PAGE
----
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Key Data on Off Target TSH Levels in Patients with Hypothyroidism


James Hennessey, MD, FACP, provides an overview of clinical trial data for patients with hypothyroidism, highlighting the negative effect and poor health-related consequences of off target TSH levels.

James Hennessey, MD, FACP: Can I mention a few of those studies to you?

Antonio Bianco, MD, PhD: Yes. Sure. Please.

James Hennessey, MD, FACP: As far back as 2010, this is where it started to become known to me, Flynn was looking at patients in Scotland, and they were on levothyroxine that they were able to categorize as either having normal TSH [thyroid-stimulating hormone] on average, high TSHs on average, or suppressed TSHs either undetectable or just low. When they looked at cardiovascular admissions or death due to cardiovascular disease, they found that when the TSHs were suppressed, there was a 37% increase in those on levothyroxine versus people who had normal TSH. Subsequently, even those with elevated TSHs, for example persistent hypothyroidism, had and elevated risk of about 80%. The same type of pattern was seen for dysrhythmias as well as fracture related admissions, with both suppressed as well as elevated TSHs leading to increased risk. More recently, in 2019, a very large study was reported by Thea Karen in the British Medical Journal, where they looked at over 160,000 people who were treated for incident hypothyroidism with levothyroxine. They did a similar categorization of TSHs by doing weighted TSHs, and they weren’t just looking at individual levels but for trends. They were able to measure outcomes when it came to multiple morbidities, which is very important. They concluded that if the TSH was in the normal range, between 2 to 5 is what they used as their absolute reference, but as long as the TSH was within the stated normal range in the laboratory, the outcomes for things like ischemic heart disease were the same. But if the TSHs were elevated, the ischemic heart disease outcomes were elevated. When it came to things like fractures like the Flynn study, the same thing was noticed in a normal TSH versus an elevated TSH, the elevated TSH was a risk factor. More recently, there’s a brand-new study out of the VA system with over 700,000 adults on levothyroxine, and they looked at cardiovascular death, which is a chilling, but hard end point.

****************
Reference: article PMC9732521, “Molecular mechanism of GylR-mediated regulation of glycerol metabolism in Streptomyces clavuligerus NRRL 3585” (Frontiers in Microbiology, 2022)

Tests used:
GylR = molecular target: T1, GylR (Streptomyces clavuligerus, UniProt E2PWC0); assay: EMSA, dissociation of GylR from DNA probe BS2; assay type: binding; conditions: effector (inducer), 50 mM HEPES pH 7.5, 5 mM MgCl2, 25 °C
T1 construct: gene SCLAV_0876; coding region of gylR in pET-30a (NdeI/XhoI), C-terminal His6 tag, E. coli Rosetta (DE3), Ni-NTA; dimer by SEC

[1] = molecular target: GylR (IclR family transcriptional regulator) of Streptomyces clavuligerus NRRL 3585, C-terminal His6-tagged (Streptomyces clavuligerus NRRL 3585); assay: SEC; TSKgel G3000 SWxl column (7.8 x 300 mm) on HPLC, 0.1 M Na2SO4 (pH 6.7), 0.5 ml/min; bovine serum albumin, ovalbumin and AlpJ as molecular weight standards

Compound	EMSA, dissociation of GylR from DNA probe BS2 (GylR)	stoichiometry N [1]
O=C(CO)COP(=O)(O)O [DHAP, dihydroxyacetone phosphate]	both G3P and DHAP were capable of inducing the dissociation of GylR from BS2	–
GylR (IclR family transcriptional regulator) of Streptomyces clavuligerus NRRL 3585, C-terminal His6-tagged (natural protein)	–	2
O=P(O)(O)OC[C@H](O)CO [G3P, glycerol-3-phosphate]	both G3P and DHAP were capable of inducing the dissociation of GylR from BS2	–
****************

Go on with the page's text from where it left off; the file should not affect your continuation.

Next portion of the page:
Antonio Bianco, MD, PhD: That’s the VA study.

James Hennessey, MD, FACP: That’s right. After a median follow up of about 4 years, they were able to demonstrate that if the TSH was between 0.5 and 5.5, which they designated as a normal hazard ratio of 1, then anything that was below the normal range, like the thyrotoxic patients, had elevated risk of cardiovascular; it was similar for those with hypothyroidism. I’ve concluded that getting it into that normal range and keeping it there is very important.

Antonio Bianco, MD, PhD: Yes, that for me is surprising. Especially Matt Adelson, who was a fellow here at The University of Chicago, and he did a study which he looked at serum TSH levels and of individuals that were admitted for all types of admission in the hospital. Then he looked at readmission rates and mortality rates, and he saw that patients that had TSH greater than 10 had a significantly greater rate of readmission and increased mortality. I think that’s super important for those who run pre-op clinics. For example, if you’re doing an elective procedure, sometimes the TSH will come back to you, and the surgery is already scheduled. No one wants to stop that surgery and say, let’s move forward with this, we had no data to show whether it will be a liability or it would be a negative factor for the admission, but now we know it’s probably not a good idea and it’s better to postpone the procedure if it’s elective; normalize that serum TSH because the outcome is going to be a better thing. This is a combination of many recent studies showing that keeping a TSH on target is an important thing, not only for our satisfaction that we are normalizing everything with the doses of levothyroxine, but because the clinical outcomes are important and really affected.

Transcript edited for clarity

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